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A Teutonic story

There are some terms that have just about lost their meaning because of overuse, like “defining moment.”  Yet that’s what Barnaby Tuttle had in 2003, when German wine importer Ewald Moseler, on a sales call, poured Barnaby his cool-climate, high-acid, low-alcohol wines from Germany and Alsace.

 

“He fell in love and bought everything that Ewald poured for him, which really freaked everybody out,” Barnaby’s wife, Olga, told me. At the time, Barnaby was wine director of one of his German stepmother’s restaurants, Papa Haydn in Portland, Oregon. “He really beefed up the German section of the wine list,” Olga added.

 

Barnaby didn’t stop there. He became a winemaker and founder, with Olga, of Portland-based Teutonic Wine Company. I generally never, ever use words like "best," but in this case, I’m sticking with it: Teutonic makes America’s best Rieslings.

 

For training, Barnaby worked as an assistant winemaker at Laurel Ridge Winery, one of Oregon’s oldest, and the Tuttles also began working summers at German wineries in the middle Mosel region. In 2005, a friend let them plant a vineyard on her property in Alsea, Oregon: Alsea Vineyard, 22 miles from the Pacific. Their first vintage, 2008, produced a couple barrels of Pinot Noir. Using sustainable and Biodynamic principles, they make minute quantities of Alsatian and German-style wines in a rented winery. They also import wines from small German wineries.

 

I’ve gone ga-ga over a few of their different Rieslings and Pinot Noirs. The Rieslings have piercingly pure, heart-stirring aromas and joyous acidity that’s interlaced with flavors of green apples, pears and citrus zest. Try the 2012 Medici Vineyard/Chehalem Mountains (97 cases) and the ones from Crow Valley Vineyard, Willamette Valley. The Pinot Noirs are pale red, dusty, ephemeral delights that have tart raspberry and strawberry-like fruit. Try the 2010 Alsea Vineyard (49 cases).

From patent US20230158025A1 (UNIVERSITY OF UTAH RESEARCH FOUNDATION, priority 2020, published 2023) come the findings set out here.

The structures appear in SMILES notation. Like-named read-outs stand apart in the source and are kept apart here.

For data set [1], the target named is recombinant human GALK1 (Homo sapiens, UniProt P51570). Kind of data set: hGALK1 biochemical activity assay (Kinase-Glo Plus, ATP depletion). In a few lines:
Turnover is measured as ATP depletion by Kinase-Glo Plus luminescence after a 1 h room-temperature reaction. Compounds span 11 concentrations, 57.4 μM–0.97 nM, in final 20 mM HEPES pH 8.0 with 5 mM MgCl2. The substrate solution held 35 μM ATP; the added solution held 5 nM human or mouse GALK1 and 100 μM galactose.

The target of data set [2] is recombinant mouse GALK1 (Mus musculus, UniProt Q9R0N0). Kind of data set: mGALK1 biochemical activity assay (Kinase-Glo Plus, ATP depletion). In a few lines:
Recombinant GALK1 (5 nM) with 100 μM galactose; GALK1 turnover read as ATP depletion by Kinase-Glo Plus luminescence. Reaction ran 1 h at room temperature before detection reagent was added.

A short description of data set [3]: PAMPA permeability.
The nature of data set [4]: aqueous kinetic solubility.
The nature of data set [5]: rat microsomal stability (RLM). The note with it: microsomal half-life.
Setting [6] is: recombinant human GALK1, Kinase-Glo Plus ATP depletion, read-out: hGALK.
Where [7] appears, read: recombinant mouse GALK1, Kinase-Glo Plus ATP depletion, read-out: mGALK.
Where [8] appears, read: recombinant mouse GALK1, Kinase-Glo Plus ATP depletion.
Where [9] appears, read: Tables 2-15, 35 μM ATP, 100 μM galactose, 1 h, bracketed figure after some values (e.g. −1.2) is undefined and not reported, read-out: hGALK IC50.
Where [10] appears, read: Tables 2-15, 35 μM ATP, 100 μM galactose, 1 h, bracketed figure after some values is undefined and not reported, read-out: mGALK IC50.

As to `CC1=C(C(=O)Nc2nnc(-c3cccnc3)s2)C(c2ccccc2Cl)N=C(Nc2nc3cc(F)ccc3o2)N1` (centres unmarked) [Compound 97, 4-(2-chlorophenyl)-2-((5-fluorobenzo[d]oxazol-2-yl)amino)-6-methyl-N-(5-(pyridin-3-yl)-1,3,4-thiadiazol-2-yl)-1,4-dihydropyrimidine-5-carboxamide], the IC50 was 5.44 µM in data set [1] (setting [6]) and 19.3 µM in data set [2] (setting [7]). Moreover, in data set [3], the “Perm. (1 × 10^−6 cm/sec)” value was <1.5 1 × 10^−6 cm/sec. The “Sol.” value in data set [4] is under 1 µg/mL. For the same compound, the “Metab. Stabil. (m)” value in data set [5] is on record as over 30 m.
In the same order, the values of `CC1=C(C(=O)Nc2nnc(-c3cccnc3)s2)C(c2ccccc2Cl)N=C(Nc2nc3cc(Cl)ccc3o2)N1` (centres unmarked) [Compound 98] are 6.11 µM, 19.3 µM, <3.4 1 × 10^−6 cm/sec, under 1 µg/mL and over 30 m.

Teutonic’s alcohol contents range from 9.5 percent to 12.5 percent. “You don’t have to yell to say something intelligent,” Barnaby is fond of saying. Adds Olga: “It’s about nuance and subtlety. Bigger is not better.”

 

There’s nothing ginormous here except the pleasure. Oh, and the back labels sport Ewald Moseler’s endorsement.

 

We are thrilled to welcome Dorothy J. Gaiter as a regular columnist for the Grape Collective. Ms. Gaiter conceived and wrote The Wall Street Journal's wine column, "Tastings," from 1998 to 2010 with her husband, John Brecher. She has been tasting and studying wine since 1973. She has had a distinguished career in journalism as a reporter, editor, columnist and editorial writer at The Miami Herald and The New York Times as well as at The Journal. 

 

 

 

 

 

 

 

 

 

 

                                 



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